In the Gospel of Luke, we get the Angel Gabriel coming to the Blessed Virgin Mary, and in the Gospel of Matthew, we get things from St. Joseph’s perspective. In both stories the
angel says, “Do not be afraid.” I’m told the Bible has the admonition “Do not be afraid” 365 times. If we read the stories, we find it is not because the path will be smooth, painless, and safe that we should not fear, but because God is in charge and will make wonderful
things happen. Mary and Joseph certainly did not have an easy time, but I’m quite certain that they would tell you that it was infinitely worth what they went through.
When God is starting to do something great, it often begins with something small, and several times, with the birth of a baby. We see in the stories of Isaac, Samuel, Sampson, John the Baptist, and most of all Jesus, it begins with a birth announcement.
Babies are incredibly helpless, but parents testify that they take over the whole household, and everything revolves around them. Their mighty power comes from how they evoke love from people. Parents have testified how they look at them and the love just rushes forth. Their very helplessness draws something from us. They are so full of mystery and potential, and they strengthen our hope. I have been in very tragic situations where the family was in great anguish, but when someone held the baby, there was a smile and a moment of joy. Carl Sandburg said, “A baby is God’s opinion that the world should go on.”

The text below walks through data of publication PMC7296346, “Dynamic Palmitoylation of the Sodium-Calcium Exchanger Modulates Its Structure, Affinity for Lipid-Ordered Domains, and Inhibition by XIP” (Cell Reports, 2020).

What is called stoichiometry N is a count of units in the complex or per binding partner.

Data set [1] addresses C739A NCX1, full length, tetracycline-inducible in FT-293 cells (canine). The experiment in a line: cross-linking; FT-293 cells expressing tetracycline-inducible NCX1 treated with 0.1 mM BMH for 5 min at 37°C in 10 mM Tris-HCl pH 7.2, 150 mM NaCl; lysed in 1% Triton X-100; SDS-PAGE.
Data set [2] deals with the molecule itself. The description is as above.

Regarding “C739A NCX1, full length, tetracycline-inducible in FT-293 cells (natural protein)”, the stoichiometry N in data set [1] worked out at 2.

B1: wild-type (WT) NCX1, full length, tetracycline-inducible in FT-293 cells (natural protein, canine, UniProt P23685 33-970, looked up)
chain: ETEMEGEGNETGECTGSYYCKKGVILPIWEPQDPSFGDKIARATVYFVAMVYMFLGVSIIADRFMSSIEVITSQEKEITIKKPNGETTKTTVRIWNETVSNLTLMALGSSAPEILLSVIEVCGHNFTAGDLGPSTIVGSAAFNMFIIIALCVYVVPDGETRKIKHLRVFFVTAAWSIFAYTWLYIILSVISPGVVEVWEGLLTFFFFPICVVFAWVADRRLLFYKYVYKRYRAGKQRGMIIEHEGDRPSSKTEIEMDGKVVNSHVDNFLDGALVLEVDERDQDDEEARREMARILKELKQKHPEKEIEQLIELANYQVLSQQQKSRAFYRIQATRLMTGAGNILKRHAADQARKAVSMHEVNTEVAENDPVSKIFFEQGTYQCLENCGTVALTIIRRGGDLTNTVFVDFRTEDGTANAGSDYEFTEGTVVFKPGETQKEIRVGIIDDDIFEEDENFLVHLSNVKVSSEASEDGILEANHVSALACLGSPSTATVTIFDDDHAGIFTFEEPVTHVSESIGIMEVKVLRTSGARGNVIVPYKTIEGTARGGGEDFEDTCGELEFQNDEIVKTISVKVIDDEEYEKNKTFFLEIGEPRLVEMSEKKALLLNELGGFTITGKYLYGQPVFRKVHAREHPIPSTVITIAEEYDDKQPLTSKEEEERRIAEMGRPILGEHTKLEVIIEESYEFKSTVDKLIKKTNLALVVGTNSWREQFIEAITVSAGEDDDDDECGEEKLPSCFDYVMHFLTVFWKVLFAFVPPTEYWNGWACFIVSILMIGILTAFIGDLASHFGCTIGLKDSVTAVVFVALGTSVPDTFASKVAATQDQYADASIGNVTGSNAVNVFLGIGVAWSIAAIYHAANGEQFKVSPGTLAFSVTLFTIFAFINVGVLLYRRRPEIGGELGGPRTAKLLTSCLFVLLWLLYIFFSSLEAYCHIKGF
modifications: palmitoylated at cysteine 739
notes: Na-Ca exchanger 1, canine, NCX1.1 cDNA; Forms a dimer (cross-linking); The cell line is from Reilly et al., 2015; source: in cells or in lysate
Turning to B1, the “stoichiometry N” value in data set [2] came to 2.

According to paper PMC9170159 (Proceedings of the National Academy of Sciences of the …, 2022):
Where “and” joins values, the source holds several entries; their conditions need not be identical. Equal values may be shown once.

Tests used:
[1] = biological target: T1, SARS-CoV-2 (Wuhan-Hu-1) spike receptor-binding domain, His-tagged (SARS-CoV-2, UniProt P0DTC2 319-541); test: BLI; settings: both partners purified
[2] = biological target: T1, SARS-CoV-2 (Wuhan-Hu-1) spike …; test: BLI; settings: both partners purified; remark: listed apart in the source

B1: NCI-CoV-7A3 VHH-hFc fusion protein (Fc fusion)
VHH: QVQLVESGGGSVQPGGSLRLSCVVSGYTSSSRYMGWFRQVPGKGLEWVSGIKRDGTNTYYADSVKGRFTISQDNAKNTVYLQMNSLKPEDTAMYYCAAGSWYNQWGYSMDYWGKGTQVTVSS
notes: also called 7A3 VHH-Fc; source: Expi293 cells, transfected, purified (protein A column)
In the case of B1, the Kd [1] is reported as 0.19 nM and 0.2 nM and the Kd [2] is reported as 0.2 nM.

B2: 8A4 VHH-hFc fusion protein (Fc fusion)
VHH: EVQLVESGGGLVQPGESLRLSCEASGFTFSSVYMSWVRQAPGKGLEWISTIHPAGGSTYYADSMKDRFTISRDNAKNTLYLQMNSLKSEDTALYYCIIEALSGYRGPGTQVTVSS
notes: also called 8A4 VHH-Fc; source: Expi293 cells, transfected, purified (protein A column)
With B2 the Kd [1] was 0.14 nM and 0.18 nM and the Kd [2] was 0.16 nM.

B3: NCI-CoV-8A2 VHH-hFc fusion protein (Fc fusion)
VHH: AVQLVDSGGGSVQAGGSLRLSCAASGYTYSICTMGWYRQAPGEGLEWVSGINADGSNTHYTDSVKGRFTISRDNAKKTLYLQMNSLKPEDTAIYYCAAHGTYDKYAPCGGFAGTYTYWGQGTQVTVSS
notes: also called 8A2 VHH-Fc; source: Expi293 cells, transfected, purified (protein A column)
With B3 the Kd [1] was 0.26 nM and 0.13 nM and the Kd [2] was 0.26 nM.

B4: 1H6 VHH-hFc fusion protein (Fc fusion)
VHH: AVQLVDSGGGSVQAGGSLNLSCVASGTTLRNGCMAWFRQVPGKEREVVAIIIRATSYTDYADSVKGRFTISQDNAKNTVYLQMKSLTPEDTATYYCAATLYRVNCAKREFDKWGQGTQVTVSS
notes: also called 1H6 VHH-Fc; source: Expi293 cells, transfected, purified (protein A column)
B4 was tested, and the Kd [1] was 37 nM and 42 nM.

This teaches us something about Jesus. When He was helplessly nailed hand and foot to the cross, He was winning the greatest of all victories, the victory over evil itself. When He was most helpless was precisely when He was most powerful. Such is the paradox of
Christianity. He saves us, drawing us out of our helplessness and sin, and enabling us to become creatures of love. St. Paul found that in his own life, as he relates a conversation with God: “but he said to me, ‘my grace is sufficient for you, for my power is made perfect in weakness.’ I would rather boast most gladly of my weaknesses, in order that the power of Christ may dwell within me. Therefore, I am content with weaknesses, insults, hardships,
persecutions, and constraints for the sake of Christ; for when I am weak, then I am strong (2 Corinthians 12:9-10).”
During this season when we celebrate our Lord becoming a baby, we can get quite stubborn in our hope. We decorate with lights in the darkest of winter. We want to give gifts where there is want. Many can generate a bit of joy where they normally could not. During my annual reading of “A Christmas Carol” by Charles Dickens, it struck me how the ghost of Christmas present showed people in poverty and squalor who still had a Christmas thought
and would share a Christmas greeting, and perhaps hummed a Christmas hymn. There is a power there that circumstances cannot destroy. Such is the power of that Baby born in Bethlehem. However disappointing our year may have been, whatever we are struggling with now, God is at work, and let our hope be sharpened by the Lord who once slept in an animal’s feeding trough. He is the Light that the darkness cannot overcome (John 1:5).